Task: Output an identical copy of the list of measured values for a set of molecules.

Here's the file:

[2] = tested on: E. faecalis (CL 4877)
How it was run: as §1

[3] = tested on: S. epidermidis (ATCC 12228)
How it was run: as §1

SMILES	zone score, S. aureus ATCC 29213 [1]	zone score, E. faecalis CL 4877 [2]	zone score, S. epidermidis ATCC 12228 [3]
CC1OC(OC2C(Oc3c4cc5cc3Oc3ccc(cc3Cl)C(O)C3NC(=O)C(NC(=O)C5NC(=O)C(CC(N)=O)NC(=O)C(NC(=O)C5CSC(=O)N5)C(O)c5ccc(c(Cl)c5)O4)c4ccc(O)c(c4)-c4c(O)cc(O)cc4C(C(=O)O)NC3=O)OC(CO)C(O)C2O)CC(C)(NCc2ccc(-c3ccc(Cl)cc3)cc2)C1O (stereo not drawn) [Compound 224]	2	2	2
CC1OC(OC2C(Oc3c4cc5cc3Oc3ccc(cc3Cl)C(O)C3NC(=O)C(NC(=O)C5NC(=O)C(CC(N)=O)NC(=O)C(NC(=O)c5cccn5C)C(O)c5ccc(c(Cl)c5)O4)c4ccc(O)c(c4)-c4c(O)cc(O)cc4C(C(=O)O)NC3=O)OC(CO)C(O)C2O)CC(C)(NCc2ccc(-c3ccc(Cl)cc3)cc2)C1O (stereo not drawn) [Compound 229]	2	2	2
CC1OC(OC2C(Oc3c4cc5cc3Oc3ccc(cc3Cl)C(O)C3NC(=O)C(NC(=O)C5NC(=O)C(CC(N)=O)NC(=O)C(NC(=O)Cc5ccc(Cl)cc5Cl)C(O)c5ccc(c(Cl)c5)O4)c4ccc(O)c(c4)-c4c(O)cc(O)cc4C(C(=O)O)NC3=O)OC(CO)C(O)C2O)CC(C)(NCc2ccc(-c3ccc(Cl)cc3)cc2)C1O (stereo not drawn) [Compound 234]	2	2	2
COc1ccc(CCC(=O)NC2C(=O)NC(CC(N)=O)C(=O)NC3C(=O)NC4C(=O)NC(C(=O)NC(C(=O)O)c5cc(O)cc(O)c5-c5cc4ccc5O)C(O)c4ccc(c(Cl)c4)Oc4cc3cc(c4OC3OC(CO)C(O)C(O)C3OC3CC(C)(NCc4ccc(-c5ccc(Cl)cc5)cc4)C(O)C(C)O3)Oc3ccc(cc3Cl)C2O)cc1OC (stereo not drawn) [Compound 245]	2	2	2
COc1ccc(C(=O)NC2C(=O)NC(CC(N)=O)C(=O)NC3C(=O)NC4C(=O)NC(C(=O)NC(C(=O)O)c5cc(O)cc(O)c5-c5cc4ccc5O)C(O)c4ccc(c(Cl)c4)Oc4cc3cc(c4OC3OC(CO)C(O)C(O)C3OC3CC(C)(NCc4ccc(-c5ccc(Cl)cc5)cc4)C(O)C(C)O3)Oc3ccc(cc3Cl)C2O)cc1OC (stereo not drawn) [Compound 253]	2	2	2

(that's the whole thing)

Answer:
[2] = tested on: E. faecalis (CL 4877)
How it was run: as §1

[3] = tested on: S. epidermidis (ATCC 12228)
How it was run: as §1

SMILES	zone score, S. aureus ATCC 29213 [1]	zone score, E. faecalis CL 4877 [2]	zone score, S. epidermidis ATCC 12228 [3]
CC1OC(OC2C(Oc3c4cc5cc3Oc3ccc(cc3Cl)C(O)C3NC(=O)C(NC(=O)C5NC(=O)C(CC(N)=O)NC(=O)C(NC(=O)C5CSC(=O)N5)C(O)c5ccc(c(Cl)c5)O4)c4ccc(O)c(c4)-c4c(O)cc(O)cc4C(C(=O)O)NC3=O)OC(CO)C(O)C2O)CC(C)(NCc2ccc(-c3ccc(Cl)cc3)cc2)C1O (stereo not drawn) [Compound 224]	2	2	2
CC1OC(OC2C(Oc3c4cc5cc3Oc3ccc(cc3Cl)C(O)C3NC(=O)C(NC(=O)C5NC(=O)C(CC(N)=O)NC(=O)C(NC(=O)c5cccn5C)C(O)c5ccc(c(Cl)c5)O4)c4ccc(O)c(c4)-c4c(O)cc(O)cc4C(C(=O)O)NC3=O)OC(CO)C(O)C2O)CC(C)(NCc2ccc(-c3ccc(Cl)cc3)cc2)C1O (stereo not drawn) [Compound 229]	2	2	2
CC1OC(OC2C(Oc3c4cc5cc3Oc3ccc(cc3Cl)C(O)C3NC(=O)C(NC(=O)C5NC(=O)C(CC(N)=O)NC(=O)C(NC(=O)Cc5ccc(Cl)cc5Cl)C(O)c5ccc(c(Cl)c5)O4)c4ccc(O)c(c4)-c4c(O)cc(O)cc4C(C(=O)O)NC3=O)OC(CO)C(O)C2O)CC(C)(NCc2ccc(-c3ccc(Cl)cc3)cc2)C1O (stereo not drawn) [Compound 234]	2	2	2
COc1ccc(CCC(=O)NC2C(=O)NC(CC(N)=O)C(=O)NC3C(=O)NC4C(=O)NC(C(=O)NC(C(=O)O)c5cc(O)cc(O)c5-c5cc4ccc5O)C(O)c4ccc(c(Cl)c4)Oc4cc3cc(c4OC3OC(CO)C(O)C(O)C3OC3CC(C)(NCc4ccc(-c5ccc(Cl)cc5)cc4)C(O)C(C)O3)Oc3ccc(cc3Cl)C2O)cc1OC (stereo not drawn) [Compound 245]	2	2	2
COc1ccc(C(=O)NC2C(=O)NC(CC(N)=O)C(=O)NC3C(=O)NC4C(=O)NC(C(=O)NC(C(=O)O)c5cc(O)cc(O)c5-c5cc4ccc5O)C(O)c4ccc(c(Cl)c4)Oc4cc3cc(c4OC3OC(CO)C(O)C(O)C3OC3CC(C)(NCc4ccc(-c5ccc(Cl)cc5)cc4)C(O)C(C)O3)Oc3ccc(cc3Cl)C2O)cc1OC (stereo not drawn) [Compound 253]	2	2	2